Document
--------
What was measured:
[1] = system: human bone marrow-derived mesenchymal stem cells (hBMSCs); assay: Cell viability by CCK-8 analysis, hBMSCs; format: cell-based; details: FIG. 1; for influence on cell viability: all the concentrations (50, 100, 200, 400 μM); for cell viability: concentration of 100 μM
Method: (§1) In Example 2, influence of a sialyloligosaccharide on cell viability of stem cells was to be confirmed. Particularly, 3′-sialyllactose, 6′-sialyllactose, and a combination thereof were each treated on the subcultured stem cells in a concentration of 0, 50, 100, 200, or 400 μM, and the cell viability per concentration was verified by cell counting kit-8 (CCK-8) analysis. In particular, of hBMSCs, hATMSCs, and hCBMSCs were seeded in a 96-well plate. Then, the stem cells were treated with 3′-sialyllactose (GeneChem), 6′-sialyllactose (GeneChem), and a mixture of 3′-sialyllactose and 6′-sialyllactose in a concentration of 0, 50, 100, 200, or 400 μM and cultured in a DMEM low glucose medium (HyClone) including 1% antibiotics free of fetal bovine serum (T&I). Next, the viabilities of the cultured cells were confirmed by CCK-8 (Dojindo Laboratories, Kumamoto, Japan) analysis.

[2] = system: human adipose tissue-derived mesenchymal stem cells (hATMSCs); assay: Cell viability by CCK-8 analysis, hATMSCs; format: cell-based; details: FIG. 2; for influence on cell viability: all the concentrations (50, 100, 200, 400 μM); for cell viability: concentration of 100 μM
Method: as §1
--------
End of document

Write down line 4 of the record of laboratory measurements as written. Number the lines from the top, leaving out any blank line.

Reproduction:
[2] = system: human adipose tissue-derived mesenchymal stem cells (hATMSCs); assay: Cell viability by CCK-8 analysis, hATMSCs; format: cell-based; details: FIG. 2; for influence on cell viability: all the concentrations (50, 100, 200, 400 μM); for cell viability: concentration of 100 μM